Swollen expectations, but not swollen heads.
“Honestly, one of the challenges of a head coach every year is managing the outside – I don’t want to use the word ‘noise’ – but managing the outside when things are going well, and managing that and being guarded,” Coach Sean Payton said Thursday, from the team’s training camp home at The Greenbrier. “And then when things aren’t going well, managing that and staying focused, to not let that derail you.
“This team will be measured not by what people are saying today on talk shows or in newspapers. It’ll be measured at the end of the season. That’s the great thing about the NFL – you play, you try to win a division, you try to advance to the postseason, you try to go on and win a Super Bowl and you don’t have to worry about how you stack up maybe in a BCS.
“It’ll be through hard work and we have a lot to do, and we can’t get started quick enough.”
And General Manager Mickey Loomis echoed those sentiments – early prognostications don’t carry much weight.
“I don’t pay a lot of attention to that because no one said that in 2009 when we won the Super Bowl (XLIV),” Loomis said. “They weren’t saying we had the best roster (that year), and yet in my mind, that was the best result the Saints have ever had. That was our best team ever, right? I don’t pay a lot attention to that.
“You still have to come together as a team, you need to have the right chemistry, you have to have the right things happen for your club. There are just so many variables that your roster on paper is just kind of meaningless to us at this point.
“We like our team. We like the guys we have in our locker room. We love our coaching staff. I feel like we’ve got a great chance to compete going into this training camp, but there are a lot of variables.”
And yet, the Saints aren’t exactly scurrying away from those expectations.
In fact, shouldering that kind of load is exactly what Payton had in mind when he became coach in 2006, because consistently high expectations is a product of success.
“It’s what we wanted,” Payton said. “It’s trying to change a culture to create an environment where you feel like you have a chance to be successful, a chance to win each season. And with that comes Sunday night games, Monday night games, flex schedule, some of those challenges scheduling-wise.
“But that’s part of the deal. If you’re playing every game at 1 p.m. (on Sunday) except the one Thursday game the league gives you, then you’re probably not having a lot of success. So, they go hand in hand.”
Thus, the Saints open practice Friday, taking the first step of journey they hope will end at the point they internally have identified, a trip that should be made easier by the presence of players like tight end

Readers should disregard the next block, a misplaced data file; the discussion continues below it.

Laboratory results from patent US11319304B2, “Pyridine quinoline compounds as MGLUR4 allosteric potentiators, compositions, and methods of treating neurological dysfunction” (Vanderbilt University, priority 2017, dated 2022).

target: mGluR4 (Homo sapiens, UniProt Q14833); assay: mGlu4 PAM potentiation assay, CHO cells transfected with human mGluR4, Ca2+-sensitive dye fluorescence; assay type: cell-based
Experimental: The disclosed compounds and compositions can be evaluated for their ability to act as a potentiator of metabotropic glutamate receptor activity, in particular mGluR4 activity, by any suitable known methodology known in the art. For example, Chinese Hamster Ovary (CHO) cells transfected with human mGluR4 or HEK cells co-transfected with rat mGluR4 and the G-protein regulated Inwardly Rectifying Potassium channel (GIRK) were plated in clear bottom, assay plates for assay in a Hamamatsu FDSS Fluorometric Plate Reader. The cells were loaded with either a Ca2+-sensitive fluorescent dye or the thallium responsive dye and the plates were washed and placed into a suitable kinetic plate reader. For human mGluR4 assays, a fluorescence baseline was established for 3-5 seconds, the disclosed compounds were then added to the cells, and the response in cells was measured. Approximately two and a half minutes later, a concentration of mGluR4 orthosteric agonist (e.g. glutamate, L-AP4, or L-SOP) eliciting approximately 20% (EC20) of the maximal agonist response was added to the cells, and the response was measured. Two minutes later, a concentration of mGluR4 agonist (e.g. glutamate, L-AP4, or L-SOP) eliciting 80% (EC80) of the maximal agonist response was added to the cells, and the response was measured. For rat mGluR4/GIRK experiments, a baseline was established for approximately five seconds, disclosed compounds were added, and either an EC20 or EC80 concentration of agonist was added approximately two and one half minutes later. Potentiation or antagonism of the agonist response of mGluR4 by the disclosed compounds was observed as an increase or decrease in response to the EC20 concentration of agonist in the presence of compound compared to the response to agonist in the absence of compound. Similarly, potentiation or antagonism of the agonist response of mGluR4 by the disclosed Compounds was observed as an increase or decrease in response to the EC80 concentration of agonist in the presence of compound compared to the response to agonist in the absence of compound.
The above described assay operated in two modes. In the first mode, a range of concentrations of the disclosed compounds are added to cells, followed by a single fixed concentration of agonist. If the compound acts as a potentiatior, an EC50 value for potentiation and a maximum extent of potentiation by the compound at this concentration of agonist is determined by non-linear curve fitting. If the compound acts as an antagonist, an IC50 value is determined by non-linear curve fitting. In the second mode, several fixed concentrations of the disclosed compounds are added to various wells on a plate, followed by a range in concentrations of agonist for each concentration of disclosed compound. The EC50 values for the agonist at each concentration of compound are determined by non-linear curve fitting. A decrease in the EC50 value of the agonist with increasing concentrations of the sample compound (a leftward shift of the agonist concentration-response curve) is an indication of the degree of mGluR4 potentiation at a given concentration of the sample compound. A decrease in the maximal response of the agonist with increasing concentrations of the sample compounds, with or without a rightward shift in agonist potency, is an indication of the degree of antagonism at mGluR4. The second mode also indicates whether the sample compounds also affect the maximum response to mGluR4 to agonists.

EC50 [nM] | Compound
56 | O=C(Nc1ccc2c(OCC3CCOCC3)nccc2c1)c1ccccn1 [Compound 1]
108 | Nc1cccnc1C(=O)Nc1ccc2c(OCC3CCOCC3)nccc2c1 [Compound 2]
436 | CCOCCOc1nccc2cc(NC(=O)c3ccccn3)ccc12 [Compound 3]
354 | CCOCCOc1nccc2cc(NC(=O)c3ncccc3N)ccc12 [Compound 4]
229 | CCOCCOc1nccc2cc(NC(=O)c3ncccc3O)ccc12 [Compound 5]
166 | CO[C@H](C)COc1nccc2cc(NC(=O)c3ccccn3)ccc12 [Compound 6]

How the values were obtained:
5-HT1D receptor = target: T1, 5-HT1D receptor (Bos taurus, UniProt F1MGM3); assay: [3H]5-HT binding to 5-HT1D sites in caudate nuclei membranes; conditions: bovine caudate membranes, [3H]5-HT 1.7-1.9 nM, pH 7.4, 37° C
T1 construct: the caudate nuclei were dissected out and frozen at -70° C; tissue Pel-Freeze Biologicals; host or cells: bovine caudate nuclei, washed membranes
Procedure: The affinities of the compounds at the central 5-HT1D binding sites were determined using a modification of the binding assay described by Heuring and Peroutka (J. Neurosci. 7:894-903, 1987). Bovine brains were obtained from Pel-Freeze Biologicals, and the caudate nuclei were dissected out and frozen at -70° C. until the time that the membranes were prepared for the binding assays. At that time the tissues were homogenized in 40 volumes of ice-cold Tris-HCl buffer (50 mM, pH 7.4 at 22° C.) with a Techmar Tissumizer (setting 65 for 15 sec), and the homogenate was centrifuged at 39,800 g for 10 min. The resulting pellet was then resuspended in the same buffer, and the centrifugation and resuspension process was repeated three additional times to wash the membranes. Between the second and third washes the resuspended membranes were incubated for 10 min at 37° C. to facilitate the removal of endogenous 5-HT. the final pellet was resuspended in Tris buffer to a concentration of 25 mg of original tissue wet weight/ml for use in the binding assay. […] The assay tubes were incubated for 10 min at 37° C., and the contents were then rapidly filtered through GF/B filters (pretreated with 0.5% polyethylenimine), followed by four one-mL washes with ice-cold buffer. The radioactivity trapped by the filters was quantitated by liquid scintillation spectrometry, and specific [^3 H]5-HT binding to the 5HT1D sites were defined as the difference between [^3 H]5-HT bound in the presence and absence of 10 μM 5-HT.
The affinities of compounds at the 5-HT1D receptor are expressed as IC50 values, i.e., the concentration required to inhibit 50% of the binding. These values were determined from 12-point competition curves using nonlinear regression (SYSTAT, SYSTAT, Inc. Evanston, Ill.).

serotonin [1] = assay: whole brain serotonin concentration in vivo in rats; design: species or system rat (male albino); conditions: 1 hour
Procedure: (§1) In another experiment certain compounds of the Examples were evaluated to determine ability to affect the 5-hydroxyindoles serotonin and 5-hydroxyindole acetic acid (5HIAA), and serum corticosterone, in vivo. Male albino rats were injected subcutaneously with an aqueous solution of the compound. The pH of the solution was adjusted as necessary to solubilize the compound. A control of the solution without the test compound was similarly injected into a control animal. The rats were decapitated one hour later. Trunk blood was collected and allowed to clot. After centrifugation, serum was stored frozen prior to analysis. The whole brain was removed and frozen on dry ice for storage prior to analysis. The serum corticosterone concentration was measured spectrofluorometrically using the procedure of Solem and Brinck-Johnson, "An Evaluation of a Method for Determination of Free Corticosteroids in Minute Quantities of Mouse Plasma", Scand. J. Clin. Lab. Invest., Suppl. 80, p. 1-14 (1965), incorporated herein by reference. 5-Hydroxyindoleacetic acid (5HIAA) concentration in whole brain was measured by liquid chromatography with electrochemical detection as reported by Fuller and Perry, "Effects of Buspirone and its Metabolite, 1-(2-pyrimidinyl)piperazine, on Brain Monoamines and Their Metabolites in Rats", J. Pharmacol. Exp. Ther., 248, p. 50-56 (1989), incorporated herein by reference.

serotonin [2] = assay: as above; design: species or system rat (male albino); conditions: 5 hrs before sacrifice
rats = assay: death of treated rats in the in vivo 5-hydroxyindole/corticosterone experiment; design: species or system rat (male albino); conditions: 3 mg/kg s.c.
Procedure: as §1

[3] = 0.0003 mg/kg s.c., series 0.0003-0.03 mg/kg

On July 15, Graham, a free agent who was given the franchise player designation this offseason, signed a four-year deal to remain a Saint. Last season, the two-time All-Pro led the Saints in receptions (86), receiving yards (1,215) and touchdowns (16).
The deal was struck following an arbitration hearing in which Graham was declared a tight end, rather than a wide receiver.
“I felt confident that both sides were going to come to a resolution,” Payton said. “Any contract negotiation – obviously, one of this magnitude – can be difficult and challenging. But credit Mickey and (Graham’s agent) Jimmy Sexton and everyone involved.
“It’s not unusual that they come down to the final couple of days. It happens year to year. It was great to get that resolved, great to visit with (Graham) the day of (his signing). I think it would be much more challenging if we were sitting here (Thursday) and a situation like that wasn’t resolved.
“Everything worked out and obviously, we’re excited that it worked out with him prior to training camp.”
Said Loomis: “Obviously, each one of these things is unique, and obviously going through an appeal hearing over the position argument was unique. Otherwise, it’s a negotiation. We had a tough one two years before with Drew (Brees). These things happen. All these negotiations are tough.
“Obviously, when it’s a high-profile guy, more is written about it. Those are personal issues for the player in particular. We understand that, but it’s behind us. We’re glad to have it done; I’m sure Jimmy’s glad to have it done. He’s where he wants to be and we have him under contract, which is what we wanted.”
Now, the Saints begin concentrating on shoring up a few areas of concern heading into training camp.
“There’s a handful of things,” Payton said. “Improving our return game in the kicking game. Us finishing – offensively, in the four-minute we had a couple of opportunities this past season - in close games, to win the division at Carolina or on the road at New England, those were tough losses against good teams.
“Defensively, finding more turnovers, finding more opportunities to create fumbles, create interceptions. That statistic every year becomes redundant and yet, it holds up pretty true to form. (And) the challenge of starting four out of six on the road and playing better than a year ago on the road.”
Those challenges, and more, will be addressed during training camp and beyond by a team that enters the season with huge expectations.